Common Misperceptions About Obesity in All Age Groups

Because weight is such a critical health issue, Wake Forest Baptist Health offers special programs serving every age range. Experts from those fields each share three key issues that they encounter.

Joseph Skelton, MD, director of the Brenner FIT program serving children who are overweight and their families. The program, one of the first in the nation of its kind, recently celebrated its fifth year. 

  • The majority of kids who have a problem with weight before puberty will continue to have problems after puberty.
  • Although much attention is focused on poor children in urban areas, families living in rural areas often have trouble accessing fresh fruit and vegetables.
  • Structured sports can contribute to problems. A Wake Forest Baptist study showed that on average, children in Little League had three meals a week interrupted by sports, something that often results in consumption by children and parents of unhealthy snacks before or during games and fast food after.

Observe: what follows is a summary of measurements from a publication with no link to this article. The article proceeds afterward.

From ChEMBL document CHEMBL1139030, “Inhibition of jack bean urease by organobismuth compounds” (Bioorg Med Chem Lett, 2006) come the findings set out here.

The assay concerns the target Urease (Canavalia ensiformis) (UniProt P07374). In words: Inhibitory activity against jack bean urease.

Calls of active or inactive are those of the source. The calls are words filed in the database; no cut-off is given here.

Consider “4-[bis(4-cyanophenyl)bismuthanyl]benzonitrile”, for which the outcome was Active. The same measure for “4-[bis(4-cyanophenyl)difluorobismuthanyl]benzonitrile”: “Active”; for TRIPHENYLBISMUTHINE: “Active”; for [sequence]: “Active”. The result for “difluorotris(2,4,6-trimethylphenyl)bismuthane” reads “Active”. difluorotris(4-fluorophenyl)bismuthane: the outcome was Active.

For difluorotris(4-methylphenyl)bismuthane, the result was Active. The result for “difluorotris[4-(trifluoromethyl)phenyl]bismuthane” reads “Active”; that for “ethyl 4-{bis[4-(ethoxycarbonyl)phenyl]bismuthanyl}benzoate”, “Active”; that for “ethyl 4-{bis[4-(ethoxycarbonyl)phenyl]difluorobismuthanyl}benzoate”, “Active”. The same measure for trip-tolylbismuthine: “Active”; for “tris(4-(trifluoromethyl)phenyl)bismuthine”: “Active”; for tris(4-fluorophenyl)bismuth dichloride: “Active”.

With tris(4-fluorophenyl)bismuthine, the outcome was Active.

Adolfo "Fuzz" Fernandez, MD, medical director of the Bariatric Surgery Program for adults who choose to have weight loss surgery. 

  • It is not easy to lose weight, and overweight people should not be stigmatized as being lazy.
  • Most meal portions are way too large, especially fast food restaurants, many of which are more than 1,000 calories. "A meal should not be 1,000 calories.''
  • In order to fix problems on a large scale, government will have to consider cutting subsidies to big companies that allow them to offer bad food at inexpensive prices. Food that is unhealthier might need to become more expensive.

Barbara Nicklas, PhD, professor of gerontology and geriatric medicine, J. Paul Sticht Center on Aging and Rehabilitation

  • Older people face different challenges when trying to lose weight, such as a lower metabolism, lifelong eating habits and chronic diseases that may limit physical activity.
  • People who are overweight and obese when older are more at risk for chronic conditions, such as arthritis and dementia. This provides a different motivation for older people to maintain a healthy weight.
  • Many medications taken by older people are "weight-gain promoting.'' Physicians should make sure their patients are aware of that and help them learn what they can do to become more mindful of their calorie intake and their lower resting metabolism.

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Last Updated: 11-04-2013
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Disclaimer: The information on this website is for general informational purposes only and SHOULD NOT be relied upon as a substitute for sound professional medical advice, evaluation or care from your physician or other qualified health care provider.